But the abuse of social media can have more subtly corrosive effects on a democracy. Authoritarians don’t win solely by spreading their own message; they win by exploiting conditions under which citizens become either indifferent to democratic institutions or actively hostile to them. By working to increase political apathy and undermining trust in established institutions, far-right parties strengthen themselves at the expense of mainstream parties.

The abuse of social media can be used to inflame these tensions — in essence, providing oxygen to the underlying social trends that produced far-right authoritarians in the first place. When fake news is flying around, no matter who’s spreading it, people lose faith in the trustworthiness of their social institutions or perhaps even in the very idea of truth in politics. The spread of that attitude disproportionately benefits authoritarian factions in elections and weakens democratic ones.

The University of Oxford’s Samantha Bradshaw and Philip Howard put out a report last year on the political abuse of social media platforms in 48 countries. They argue that in each of these cases, the use of tools like fake news and trolling undermine the health of democratic regimes and benefit authoritarians.

“There is mounting evidence that social media are being used to manipulate and deceive the voting public — and to undermine democracies and degrade public life,” they write. “Social media have gone from being the natural infrastructure for sharing collective grievances and coordinating civic engagement, to being a computational tool for social control, manipulated by canny political consultants, and available to politicians in democracies and dictatorships alike.”

Social media disproportionately serves far-right politicians in another way: by helping them stoke social divisions.

Far-right parties demonize out-groups, whether racial minorities, immigrants, or even (in Duterte’s case) drug users. Their arguments center on making these groups look scary and dangerous, and ginning up fear and hatred targeting them.

The ease with which rumors and false information can be spread on social media, and the intrinsic difficulty in debunking these ideas once they’re out there, makes them ideal platforms to spread demagogic messages. You can abuse social media to demonize out-groups, but it’s much harder to do so to improve their images with the public. A study in Germany found that, all other things being equal, areas with higher rates of Facebook use saw higher rates of hate crimes targeting immigrants.

Pro-democracy politicians are much less likely to benefit from these kinds of illiberal messages. Their core supporters are much more likely to hold basic democratic commitments to equality and freedom, and thus they will lose rather than win support by stoking prejudice. The more anger there is out there, the better off anti-democratic forces are.

A BuzzFeed analysis found that between 2012 and 2017, seven of the 10 most popular articles about German Chancellor Angela Merkel on Facebook were false. Merkel is widely seen as a champion of European liberal values and inclusiveness, one of the major bulwarks against the far-right tide on the continent. Three of the seven false articles in the BuzzFeed list were attacks on her immigration record, all focusing on making immigrants seem like threats to Germany and Merkel unreasonably sympathetic.

Social media appears to be better suited to dividing than uniting, at least when it comes to politics. The glut of information, impossible to sort through for the ordinary citizen, shakes people’s understanding of the world and causes them to retreat back to their own biases. Social media, in the way it’s used now, objectively favors authoritarians.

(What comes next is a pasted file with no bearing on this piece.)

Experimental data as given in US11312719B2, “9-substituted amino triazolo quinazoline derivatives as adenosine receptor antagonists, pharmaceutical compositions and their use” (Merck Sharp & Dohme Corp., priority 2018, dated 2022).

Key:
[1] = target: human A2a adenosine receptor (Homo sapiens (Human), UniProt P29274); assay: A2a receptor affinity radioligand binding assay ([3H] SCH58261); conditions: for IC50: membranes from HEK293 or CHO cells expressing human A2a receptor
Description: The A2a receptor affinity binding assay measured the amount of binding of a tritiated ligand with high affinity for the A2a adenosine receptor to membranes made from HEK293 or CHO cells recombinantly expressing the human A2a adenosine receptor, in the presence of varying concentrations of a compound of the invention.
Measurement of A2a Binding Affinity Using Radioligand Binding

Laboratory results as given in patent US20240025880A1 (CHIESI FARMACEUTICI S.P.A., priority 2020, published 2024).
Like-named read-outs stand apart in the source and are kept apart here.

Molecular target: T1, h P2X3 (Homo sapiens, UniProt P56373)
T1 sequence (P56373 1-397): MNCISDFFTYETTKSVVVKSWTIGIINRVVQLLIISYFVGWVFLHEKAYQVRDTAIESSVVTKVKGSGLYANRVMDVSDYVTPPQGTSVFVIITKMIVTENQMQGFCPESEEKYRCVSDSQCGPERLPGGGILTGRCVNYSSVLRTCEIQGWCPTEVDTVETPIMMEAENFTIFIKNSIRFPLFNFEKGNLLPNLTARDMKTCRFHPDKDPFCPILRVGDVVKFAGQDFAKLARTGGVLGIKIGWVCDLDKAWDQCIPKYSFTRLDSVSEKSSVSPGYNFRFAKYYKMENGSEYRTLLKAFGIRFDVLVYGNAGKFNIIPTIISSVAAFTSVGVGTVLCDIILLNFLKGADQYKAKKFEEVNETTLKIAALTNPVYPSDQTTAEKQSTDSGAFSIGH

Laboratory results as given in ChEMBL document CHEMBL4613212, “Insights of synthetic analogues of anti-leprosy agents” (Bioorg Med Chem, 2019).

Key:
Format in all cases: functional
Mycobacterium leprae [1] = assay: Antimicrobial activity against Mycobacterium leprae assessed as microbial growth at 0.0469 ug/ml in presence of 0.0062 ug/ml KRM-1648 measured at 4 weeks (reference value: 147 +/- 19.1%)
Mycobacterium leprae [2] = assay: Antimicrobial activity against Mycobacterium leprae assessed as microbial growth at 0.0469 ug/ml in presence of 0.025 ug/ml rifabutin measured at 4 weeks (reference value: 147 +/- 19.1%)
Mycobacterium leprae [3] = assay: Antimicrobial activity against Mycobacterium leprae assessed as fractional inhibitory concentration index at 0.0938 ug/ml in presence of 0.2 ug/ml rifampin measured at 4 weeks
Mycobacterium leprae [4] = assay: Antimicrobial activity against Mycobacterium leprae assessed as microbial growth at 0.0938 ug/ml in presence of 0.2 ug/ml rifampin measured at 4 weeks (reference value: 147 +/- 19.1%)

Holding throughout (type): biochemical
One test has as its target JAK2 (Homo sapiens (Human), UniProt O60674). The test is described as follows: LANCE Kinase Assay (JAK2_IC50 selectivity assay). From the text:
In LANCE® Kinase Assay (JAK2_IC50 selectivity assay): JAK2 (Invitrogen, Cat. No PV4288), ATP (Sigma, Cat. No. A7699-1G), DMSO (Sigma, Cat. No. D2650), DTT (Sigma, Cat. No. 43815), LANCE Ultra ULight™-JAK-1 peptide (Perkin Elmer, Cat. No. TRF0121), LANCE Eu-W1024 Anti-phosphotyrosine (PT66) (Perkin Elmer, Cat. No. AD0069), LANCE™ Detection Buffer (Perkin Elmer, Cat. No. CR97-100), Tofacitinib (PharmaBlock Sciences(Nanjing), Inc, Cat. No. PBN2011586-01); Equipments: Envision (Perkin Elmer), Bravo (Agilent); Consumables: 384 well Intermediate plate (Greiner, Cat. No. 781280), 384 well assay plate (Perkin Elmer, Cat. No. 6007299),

It’s not all bad, is it?

A group of protesters hold signs, candles, and flags in an anti-government demonstration in Budapest.
A protest in Hungary against Prime Minister Viktor Orbán on January 5.
Laszlo Balogh/Getty Images

Now, to be fair, there are places where the Arab Spring-era promise of social media hasn’t been extinguished.

In Hungary, where Prime Minister Viktor Orbán has all but stamped out the independent press, Facebook has been a useful tool for citizens who want to counter government propaganda. Citizens opposed to Turkey’s elected authoritarian, President Recep Tayyip Erdogan, have been able to effectively spread anti-Erdogan messages online.

Even in more traditional dictatorships, social media’s democratic potential hasn’t been entirely repressed. The Sudanese government was forced to block a number of platforms in early January in response to a burgeoning protest movement using social media to spread its message.

But all these examples show is that not every authoritarian populist, or even straight-up authoritarian, is good at handling social media. There’s nothing about Hungarian Facebook that makes it more resistant to fake news than Brazilian Facebook. It’s just that Bolsonaro and his supporters have done a better job at realizing social media’s propaganda potential than Orbán and his camp.

It’s best to think of the nature of social media as a medium that gives authoritarians an advantage, but not an insurmountable one. It can end up favoring pro-democracy forces, in certain situations and under the right conditions.

But if both sides are equally skilled, the authoritarians should have a leg up. The deluge of information on social media overwhelms current platforms’ potential to spread important information.

Social media right now is functioning as a kind of parody of the classic “marketplace of ideas” mode of the public square. Instead of the best ideas winning out in free debate, there are so many bad ideas that the good ones simply get drowned out.

In August 2018, MIT Technology Review revisited its 2013 “Big Data Will Save Politics” cover, publishing a series of essays examining whether the technology had lived up to its promise. The overwhelming conclusion was that the magazine had been far too naive.

“Today,” editor-in-chief Gideon Lichfield writes, “technology feels as likely to destroy politics as to save it.”

Correction: An earlier version of this piece misstated the last name of the of the MIT Technology Review’s editor as Gideon Richfield; it is Gideon Lichfield.

Sign up for the newsletter Today, Explained

Understand the world with a daily explainer plus the most compelling stories of the day.